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174/Comparison of subcutaneous ICD implant techniques at a single centre – pocket between serratus and latissimus dorsi versus sub-serratus implant

Published Online: October 3rd 2008 European Journal of Arrhythmia & Electrophysiology. 2019;5(Suppl. 1):abstr174
Authors: LC Malcolme-Lawes (Presenting Author) – Imperial College Healthcare NHS Trust, London, UK; V Tsampasian – Imperial College Healthcare NHS Trust, London, UK; V Luther – Imperial College Healthcare NHS Trust, London, UK; K Leong – Imperial College Healthcare NHS Trust, London, UK; PB Lim – Imperial College Healthcare NHS Trust, London, UK; N Linton – Imperial College Healthcare NHS Trust, London, UK; N Qureshi – Imperial College Healthcare NHS Trust, London, UK; FS Ng – Imperial College Healthcare NHS Trust, London, UK; M Koa-Wing – Imperial College Healthcare NHS Trust, London, UK; D Lefroy – Imperial College Healthcare NHS Trust, London, UK; NS Peters – Imperial College Healthcare NHS Trust, London, UK; A Varnava – Imperial College Healthcare NHS Trust, London, UK; P Kanagaratnam – Imperial College Healthcare NHS Trust, London, UK; ZI Whinnett – Imperial College Healthcare NHS Trust, London, UK
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Introduction: Subcutaneous implantable cardio-defibrillators (S-ICDs) can either be implanted in a pocket between latissimus dorsi and serratus anterior muscles or behind the serratus anterior muscle. Both techniques are used by operators at our centre. We performed a retrospective, observational study of outcomes including complications, patient discomfort, aesthetics and device circuit shock impedance to see if any differences were observed between the two techniques.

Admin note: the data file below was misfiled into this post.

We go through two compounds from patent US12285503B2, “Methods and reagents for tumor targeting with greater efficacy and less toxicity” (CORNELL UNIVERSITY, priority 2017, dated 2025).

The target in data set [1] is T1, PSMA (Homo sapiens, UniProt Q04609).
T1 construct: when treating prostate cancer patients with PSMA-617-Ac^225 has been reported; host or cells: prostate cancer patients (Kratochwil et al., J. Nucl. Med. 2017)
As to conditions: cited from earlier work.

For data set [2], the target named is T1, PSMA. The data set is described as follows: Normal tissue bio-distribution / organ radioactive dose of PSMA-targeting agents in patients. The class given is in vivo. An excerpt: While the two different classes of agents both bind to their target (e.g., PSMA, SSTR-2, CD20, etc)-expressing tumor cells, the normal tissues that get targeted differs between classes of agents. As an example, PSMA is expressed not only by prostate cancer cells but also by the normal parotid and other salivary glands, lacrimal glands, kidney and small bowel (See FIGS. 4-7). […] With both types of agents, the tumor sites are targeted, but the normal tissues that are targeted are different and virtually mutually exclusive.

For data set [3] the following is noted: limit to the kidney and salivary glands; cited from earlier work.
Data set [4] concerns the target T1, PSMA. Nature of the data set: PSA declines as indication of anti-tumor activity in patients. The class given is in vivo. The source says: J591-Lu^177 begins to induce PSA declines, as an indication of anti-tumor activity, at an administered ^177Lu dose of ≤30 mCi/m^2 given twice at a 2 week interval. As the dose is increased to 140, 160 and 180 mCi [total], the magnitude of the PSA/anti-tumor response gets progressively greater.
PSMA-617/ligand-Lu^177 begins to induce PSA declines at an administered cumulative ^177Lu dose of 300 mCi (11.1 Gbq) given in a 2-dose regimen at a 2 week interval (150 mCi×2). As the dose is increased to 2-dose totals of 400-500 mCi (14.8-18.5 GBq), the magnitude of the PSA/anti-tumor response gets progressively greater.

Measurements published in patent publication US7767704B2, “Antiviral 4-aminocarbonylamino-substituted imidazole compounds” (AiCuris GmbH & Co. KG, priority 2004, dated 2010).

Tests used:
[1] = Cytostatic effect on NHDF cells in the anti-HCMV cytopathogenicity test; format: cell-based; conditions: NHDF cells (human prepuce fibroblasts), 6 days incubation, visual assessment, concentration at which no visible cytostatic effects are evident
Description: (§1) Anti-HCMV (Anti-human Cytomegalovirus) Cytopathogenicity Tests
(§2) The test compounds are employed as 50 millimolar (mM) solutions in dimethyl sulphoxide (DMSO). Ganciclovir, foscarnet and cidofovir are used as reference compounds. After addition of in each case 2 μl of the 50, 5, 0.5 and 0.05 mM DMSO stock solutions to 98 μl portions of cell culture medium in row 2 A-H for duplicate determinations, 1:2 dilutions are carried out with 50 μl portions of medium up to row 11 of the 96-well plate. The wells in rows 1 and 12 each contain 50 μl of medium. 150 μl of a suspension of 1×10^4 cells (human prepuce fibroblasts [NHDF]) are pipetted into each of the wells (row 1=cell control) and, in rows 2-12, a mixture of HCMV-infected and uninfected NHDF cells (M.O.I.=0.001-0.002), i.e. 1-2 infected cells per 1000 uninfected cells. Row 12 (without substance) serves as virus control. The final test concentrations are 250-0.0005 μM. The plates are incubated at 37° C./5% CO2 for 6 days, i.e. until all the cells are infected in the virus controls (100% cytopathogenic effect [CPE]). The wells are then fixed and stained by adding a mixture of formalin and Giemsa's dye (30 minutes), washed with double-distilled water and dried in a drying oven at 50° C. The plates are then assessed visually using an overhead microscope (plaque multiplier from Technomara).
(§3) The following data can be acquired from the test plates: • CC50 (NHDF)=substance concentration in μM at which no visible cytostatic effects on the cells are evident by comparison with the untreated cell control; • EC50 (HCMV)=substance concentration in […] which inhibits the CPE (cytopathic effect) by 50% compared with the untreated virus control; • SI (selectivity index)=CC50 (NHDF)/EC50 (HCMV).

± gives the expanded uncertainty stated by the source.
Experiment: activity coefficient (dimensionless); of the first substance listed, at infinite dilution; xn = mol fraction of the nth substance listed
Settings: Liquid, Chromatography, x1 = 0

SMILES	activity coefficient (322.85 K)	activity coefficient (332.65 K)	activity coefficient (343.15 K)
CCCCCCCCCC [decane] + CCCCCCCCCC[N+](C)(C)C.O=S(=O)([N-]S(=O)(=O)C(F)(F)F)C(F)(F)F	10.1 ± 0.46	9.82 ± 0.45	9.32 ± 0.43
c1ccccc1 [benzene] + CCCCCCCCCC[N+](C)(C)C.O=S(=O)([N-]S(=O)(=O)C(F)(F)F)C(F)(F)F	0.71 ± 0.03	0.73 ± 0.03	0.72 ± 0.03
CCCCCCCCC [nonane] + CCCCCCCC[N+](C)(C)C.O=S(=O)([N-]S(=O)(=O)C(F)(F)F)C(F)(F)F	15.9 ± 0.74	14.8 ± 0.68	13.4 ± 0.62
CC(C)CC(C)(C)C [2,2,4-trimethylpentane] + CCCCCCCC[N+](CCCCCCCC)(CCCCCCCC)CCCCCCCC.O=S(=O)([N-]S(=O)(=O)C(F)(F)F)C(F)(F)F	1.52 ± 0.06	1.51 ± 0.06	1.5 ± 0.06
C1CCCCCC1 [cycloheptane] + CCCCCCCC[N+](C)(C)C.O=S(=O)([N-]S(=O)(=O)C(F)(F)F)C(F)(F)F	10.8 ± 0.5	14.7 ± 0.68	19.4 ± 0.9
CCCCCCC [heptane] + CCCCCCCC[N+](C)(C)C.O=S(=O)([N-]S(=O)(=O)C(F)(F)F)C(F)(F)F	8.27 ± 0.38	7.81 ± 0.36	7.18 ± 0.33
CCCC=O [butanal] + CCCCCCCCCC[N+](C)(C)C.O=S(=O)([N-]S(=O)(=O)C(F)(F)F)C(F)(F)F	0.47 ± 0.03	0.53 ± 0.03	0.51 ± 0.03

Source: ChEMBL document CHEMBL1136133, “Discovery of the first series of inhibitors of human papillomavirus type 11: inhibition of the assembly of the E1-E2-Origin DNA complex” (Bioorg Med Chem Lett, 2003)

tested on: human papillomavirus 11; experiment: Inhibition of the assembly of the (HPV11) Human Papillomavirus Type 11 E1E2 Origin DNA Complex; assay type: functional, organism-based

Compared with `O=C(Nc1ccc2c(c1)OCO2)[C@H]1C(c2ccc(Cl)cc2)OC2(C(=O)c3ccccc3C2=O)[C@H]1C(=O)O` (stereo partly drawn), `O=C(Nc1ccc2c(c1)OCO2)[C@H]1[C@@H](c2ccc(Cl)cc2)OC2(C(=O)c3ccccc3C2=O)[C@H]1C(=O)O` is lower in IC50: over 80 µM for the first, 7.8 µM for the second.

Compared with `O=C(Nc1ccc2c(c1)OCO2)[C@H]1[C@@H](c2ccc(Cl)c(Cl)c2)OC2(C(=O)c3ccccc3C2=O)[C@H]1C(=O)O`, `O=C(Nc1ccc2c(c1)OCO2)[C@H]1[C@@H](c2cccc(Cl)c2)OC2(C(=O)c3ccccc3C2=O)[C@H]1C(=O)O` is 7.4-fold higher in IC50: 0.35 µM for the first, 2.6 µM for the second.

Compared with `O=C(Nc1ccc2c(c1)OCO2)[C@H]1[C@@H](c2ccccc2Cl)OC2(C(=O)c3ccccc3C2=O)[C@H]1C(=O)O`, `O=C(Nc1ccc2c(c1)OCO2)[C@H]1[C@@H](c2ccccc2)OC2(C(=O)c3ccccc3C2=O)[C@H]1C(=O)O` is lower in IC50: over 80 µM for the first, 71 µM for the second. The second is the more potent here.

Methods: All patients undergoing S-ICD implantation at Imperial College Healthcare from January 2017 to April 2019 were included in the study. Retrospective data was collected on implant technique, device complications and circuit shock impedance measurements using the local EP database. Patients were telephoned and asked to score from 0–10: a) pain immediately post implant, b) current discomfort levels from the device, c) current limitations to movement related to the device and d) how prominent the patient feels the device is. These were assessed at a single time point in all patients.

Results: Fifty-seven patients underwent S-ICD implantation at Imperial College Healthcare from 2017 to 2019; 35 patients had their device implanted between latissimus dorsi and serratus (group one) and 22 had their device implanted behind serratus (group two). Average time since implant was 15.2 ± 8.7 months. Average shock impedance was significantly lower in group two than in group one (58.3 ± 10.1 Ohms versus 70.0 ± 23.5 Ohms, p = 0.036). No significant difference in complication rates were seen between the two groups (four in group one versus 1 in group two, p=0.41). There was one device explant due to infection, one device reposition at two years for lead displacement and two cases with inappropriate shocks in group one, and one device reposition at patient request in group two. A non-significant increase in pain scores immediately post procedure was seen in group two (7.6 ± 1.6 in group one versus 8.4 ± 1.5 in group two, p=0.09), however there was no difference in current pain levels (1.0 ± 1.3 versus 1.3 ± 1.0), movement limitations (1.5 ± 1.9 versus 1.5 ± 2.3), or device prominence (1.0 ± 1.9 versus 0.7 ± 1.5) seen between the two groups (group one versus group two respectively).

Conclusion: Sub-serratus S-ICD implants had significantly lower shock circuit impedance values compared to S-ICDs implanted between latissimus dorsi and serratus. This may be beneficial for improved shock efficiency. No significant differences were noted in patient reported outcomes or complications rates between the two implant techniques, however there was a tendency to increased patient discomfort in the immediate post-op period in sub-serratus implants. These findings should be tested in a larger, prospective randomised controlled trial for confirmation.

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